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Models with only two predictor variables can accurately predict seed yield in diploid and tetraploid red clover
- Vleugels, Tim, Ceuppens, Bob, Cnops, Gerda, Lootens, Peter, van Parijs, Frederik R. D., Smagghe, Guy, Roldán-Ruiz, Isabel
- Euphytica 2016 v.209 no.2 pp. 507-523
- Trifolium pratense, color, corolla, cultivars, data collection, diploidy, flowering, forage crops, genotype, linear models, plant breeding, seed yield, tetraploidy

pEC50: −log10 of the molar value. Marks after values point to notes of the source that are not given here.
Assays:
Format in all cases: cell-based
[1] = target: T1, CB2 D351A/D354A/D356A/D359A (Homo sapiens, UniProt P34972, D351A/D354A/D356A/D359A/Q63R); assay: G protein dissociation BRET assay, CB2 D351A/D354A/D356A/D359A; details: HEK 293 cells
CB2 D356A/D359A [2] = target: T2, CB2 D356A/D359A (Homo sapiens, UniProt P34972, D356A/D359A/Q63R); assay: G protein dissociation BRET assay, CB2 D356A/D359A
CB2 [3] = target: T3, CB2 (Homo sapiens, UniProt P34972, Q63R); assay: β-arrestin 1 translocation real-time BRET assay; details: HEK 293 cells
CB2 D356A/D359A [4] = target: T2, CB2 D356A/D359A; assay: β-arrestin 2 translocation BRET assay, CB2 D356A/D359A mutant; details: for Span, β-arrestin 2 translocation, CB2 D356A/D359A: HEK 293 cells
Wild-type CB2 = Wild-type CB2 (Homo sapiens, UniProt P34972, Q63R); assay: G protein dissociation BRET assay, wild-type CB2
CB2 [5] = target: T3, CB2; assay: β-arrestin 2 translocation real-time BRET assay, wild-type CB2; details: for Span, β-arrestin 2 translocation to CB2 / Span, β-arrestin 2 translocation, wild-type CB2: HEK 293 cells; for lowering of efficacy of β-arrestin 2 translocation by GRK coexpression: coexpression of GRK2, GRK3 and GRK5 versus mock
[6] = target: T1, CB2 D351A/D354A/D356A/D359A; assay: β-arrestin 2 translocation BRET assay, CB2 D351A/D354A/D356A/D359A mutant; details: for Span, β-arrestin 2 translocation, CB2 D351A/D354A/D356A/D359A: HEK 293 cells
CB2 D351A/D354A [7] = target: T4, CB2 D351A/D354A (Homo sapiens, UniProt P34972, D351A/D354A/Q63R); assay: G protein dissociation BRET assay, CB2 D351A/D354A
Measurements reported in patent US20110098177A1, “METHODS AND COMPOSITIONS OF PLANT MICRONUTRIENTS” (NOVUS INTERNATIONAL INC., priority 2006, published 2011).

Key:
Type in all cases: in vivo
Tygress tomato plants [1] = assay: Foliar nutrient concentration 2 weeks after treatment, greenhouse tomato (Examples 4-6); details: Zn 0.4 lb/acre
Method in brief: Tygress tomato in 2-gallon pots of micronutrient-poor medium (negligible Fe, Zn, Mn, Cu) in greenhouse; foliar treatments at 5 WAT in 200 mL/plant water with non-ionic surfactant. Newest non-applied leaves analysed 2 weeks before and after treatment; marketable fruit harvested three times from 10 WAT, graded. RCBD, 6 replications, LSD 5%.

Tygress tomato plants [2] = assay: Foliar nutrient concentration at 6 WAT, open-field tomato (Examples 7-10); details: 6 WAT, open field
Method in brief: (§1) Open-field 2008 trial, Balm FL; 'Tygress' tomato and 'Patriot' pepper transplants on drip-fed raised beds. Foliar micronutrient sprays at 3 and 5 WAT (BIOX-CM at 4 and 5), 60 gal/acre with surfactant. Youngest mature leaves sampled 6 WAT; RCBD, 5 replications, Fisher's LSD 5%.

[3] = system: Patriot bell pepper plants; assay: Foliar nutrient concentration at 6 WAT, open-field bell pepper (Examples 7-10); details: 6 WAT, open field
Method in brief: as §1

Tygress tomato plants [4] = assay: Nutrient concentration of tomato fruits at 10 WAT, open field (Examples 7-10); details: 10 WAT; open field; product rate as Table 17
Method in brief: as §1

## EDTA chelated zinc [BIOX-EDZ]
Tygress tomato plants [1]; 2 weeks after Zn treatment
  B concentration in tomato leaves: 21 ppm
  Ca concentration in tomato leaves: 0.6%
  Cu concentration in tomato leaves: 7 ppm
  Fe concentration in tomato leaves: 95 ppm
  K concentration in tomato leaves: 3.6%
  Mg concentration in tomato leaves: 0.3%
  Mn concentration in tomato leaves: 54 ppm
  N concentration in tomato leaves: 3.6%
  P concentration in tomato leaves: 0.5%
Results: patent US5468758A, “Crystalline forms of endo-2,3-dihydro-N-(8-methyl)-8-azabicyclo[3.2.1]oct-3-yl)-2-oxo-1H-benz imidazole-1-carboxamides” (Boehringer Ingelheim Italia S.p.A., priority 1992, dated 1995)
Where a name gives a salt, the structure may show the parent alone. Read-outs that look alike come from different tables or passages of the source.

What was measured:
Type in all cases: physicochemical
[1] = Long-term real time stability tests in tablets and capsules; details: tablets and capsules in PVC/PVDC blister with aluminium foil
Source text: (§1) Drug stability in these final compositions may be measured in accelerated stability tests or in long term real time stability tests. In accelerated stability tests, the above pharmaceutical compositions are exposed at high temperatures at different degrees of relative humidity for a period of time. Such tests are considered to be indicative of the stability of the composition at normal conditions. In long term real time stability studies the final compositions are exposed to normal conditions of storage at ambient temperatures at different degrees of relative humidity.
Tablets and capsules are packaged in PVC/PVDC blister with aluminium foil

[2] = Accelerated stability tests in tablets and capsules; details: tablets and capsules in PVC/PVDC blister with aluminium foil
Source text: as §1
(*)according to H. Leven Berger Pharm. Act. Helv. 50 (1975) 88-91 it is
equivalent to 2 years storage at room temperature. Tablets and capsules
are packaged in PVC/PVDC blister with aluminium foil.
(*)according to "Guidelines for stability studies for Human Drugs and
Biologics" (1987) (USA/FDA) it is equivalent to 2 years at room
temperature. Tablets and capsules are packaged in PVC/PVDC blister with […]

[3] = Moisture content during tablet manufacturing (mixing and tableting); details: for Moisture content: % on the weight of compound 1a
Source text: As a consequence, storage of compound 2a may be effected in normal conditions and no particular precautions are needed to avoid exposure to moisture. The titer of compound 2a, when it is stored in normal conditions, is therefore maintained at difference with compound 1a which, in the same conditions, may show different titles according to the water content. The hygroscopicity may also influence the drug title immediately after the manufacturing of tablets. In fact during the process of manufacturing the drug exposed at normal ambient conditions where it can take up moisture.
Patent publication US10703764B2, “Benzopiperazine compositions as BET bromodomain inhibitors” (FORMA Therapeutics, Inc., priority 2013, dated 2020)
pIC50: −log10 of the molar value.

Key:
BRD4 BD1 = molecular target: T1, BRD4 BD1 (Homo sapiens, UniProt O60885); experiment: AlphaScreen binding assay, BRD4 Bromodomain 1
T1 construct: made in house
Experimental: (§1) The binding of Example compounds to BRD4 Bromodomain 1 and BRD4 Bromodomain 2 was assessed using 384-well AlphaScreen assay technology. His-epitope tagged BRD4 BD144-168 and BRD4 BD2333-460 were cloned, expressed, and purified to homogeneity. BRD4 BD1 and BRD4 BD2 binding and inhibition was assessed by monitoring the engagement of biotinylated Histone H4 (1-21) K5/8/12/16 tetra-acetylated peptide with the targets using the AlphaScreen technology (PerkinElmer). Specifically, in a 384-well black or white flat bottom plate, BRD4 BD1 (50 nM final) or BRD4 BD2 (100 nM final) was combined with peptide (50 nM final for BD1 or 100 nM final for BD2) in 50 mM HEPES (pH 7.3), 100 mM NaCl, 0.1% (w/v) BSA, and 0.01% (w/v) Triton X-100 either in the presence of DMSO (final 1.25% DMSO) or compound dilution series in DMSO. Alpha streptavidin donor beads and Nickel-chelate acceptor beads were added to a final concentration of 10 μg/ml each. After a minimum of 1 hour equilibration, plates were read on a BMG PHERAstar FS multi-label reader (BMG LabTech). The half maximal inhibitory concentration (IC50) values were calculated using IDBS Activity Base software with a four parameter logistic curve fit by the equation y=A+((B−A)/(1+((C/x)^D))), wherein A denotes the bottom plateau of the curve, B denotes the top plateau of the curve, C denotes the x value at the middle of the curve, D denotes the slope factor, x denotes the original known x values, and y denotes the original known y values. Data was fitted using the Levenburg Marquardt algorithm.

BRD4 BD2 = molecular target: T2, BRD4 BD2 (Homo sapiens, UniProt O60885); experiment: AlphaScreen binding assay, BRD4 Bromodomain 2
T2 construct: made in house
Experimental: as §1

- Red clover (Trifolium pratense L.) is a valuable protein-rich forage crop, but poor seed yields are often a setback, especially in tetraploid varieties. Published work on factors underlying seed yield report contradictory or (sometimes) inconclusive results. Here we report on the effect of 10 traits related to seed yield and flowering on seed yield in 600 genotypes from 15 diploid and 15 tetraploid cultivars from diverse origins. Multiple linear regression (MLR) models indicated that the variation in seed number per plant was well explained by (1) the number of ripe flower heads per plant and (2) the seed number per ripe flower head in diploids (R² = 0.953) and tetraploids (R² = 0.919). Flower color was not significantly related to seed yield, and corolla tube dimensions were not (or only borderline) significantly related to seed yield. The applicability of our models to predict seed yield was validated on the same set of plants in the following harvest year, and on a totally different dataset available from Vleugels et al. (Plant Breed 134:56–61, 2015). In the 600-plant dataset and the separate Vleugels et al. dataset, the diploid model explained 94.8 and 53.2 %, respectively, and the tetraploid model explained 88.1 and 64.9 %, respectively, of the variation in seed yield. Our models can therefore predict seed yield with good to fair accuracy in red clover plants grown under various conditions. Breeders can increase seed yield by selecting plants that have numerous ripe flower heads and a high seed number per head. Flower color and corolla tube dimensions can be excluded as breeding targets.